A two-stage population-based case-control study was conducted. Patients who had at least one of the primary knee joint OA were categorized into OA group, while those without OA were categorized into control group. Participants were population aged 40 years and over living in communities. All of 196 OA cases and 442 controls were recruited from Harbin and designed as the initial discovery stage (the first stage) in this study. Subsequently, independent 143 patients with OA and 238 controls additionally collected from Heilongjiang, were considered as the subjects of the second stage. A questionnaire was designed to collect information from cases and controls regarding general information, occupations and recreational sports activities, previous knee injuries, family history of OA and other diseases and clinical manifestations of OA (participants with previous knee injury were excluded). Occupations were categorized two groups: non-managerial and managerial/professional (referent). The non-managerial occupations were (1) Service; (2) Farming, Forestry and Fishing; (3) Precision Production, Craft and Repair; (4) Operators, Fabricators and Laborers. The managerial were (5) Managerial and Professional; (6) Technical, Sales and Administrative Support32. Recreational sports activities were categorized three groups: inactive = no reported activity; less active = one to four times a week; more active = five or more times a week33. For each patient, radiographic confirmation was assessed using the Kellgren/Lawrence (K/L) grading system34. A subject was characterized as having radiographic OA if either knee joint met the Kellgren-Lawrence Scoring System(graded 0–4, where 0 = none; 1 = possible osteophytes only; 2 = definite osteophytes and possible joint space narrowing; 3 = moderate osteophytes and/or definite joint space narrowing; and 4 = large osteophytes, severe joint space narrowing, and/or bony sclerosis). Radiographs were read by a radiologist who was unaware of the clinical findings. Lateral and anterior-posterior knee radiographs were read by 2 radiologists blindly and independently until a consensus was reached. Suspected cases were recalled after the survey and examined by a specialist to ensure validity. Clinical OA not only had definite signs and symptoms but also had radiographic evidence. Clinical patients required the presence of these radiographic findings plus 1 month of joint pain during the previous 12 months. The healthy control subjects were recruited from the survey that had no signs or symptoms of arthritis or joint diseases. All study population underwent a physical examination. Height was measured to the nearest 0.1 cm using a wall-mounted stadiometer. Body weight was measured with a digital scale to the nearest 0.1 kg. Obese cases were BMI ≥ 28 kg/m2 and non-obese cases were BMI ≤ 28 kg/m2.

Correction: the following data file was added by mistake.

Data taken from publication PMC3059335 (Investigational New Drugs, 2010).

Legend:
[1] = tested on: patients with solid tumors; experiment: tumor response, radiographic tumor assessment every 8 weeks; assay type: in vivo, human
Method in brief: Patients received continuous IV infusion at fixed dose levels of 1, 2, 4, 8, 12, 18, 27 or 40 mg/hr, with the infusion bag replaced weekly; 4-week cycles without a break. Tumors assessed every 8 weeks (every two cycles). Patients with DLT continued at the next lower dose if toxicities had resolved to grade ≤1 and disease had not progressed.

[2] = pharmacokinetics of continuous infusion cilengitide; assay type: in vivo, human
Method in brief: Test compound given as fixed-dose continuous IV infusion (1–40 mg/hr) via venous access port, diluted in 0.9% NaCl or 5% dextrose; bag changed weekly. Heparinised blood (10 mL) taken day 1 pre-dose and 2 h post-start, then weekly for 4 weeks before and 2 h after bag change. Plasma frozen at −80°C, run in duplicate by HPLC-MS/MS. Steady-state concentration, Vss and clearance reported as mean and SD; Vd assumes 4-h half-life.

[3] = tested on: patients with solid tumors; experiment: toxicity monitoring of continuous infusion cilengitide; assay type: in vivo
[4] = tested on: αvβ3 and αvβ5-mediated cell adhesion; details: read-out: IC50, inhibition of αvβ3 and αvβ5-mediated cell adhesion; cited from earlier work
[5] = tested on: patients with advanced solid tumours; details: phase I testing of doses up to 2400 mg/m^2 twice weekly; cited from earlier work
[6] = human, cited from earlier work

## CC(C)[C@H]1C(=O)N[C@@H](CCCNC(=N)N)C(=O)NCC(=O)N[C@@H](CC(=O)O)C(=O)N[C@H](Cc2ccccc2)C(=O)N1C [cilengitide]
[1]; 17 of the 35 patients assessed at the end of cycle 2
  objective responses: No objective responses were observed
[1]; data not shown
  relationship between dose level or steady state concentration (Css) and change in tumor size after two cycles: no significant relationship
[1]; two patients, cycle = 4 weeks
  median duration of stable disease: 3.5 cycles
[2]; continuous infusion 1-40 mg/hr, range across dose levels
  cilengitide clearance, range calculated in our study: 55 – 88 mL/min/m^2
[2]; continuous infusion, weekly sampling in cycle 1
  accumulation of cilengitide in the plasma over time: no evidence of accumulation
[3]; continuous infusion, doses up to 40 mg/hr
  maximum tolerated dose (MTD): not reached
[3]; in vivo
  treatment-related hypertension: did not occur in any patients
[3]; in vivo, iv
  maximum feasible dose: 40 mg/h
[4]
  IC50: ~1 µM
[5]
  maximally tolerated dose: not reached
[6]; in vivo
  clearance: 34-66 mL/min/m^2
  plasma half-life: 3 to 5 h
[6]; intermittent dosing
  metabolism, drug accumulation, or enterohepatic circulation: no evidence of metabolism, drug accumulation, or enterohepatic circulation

The study was reviewed and approved by the Ethics Committee of Harbin Medical University and written informed consent was obtained from every subject. The methods were carried out in accordance with the approved guidelines. Secondary OA patients such as inflammatory arthritis, rheumatoid, bone fracture and developmental dysplasia were excluded.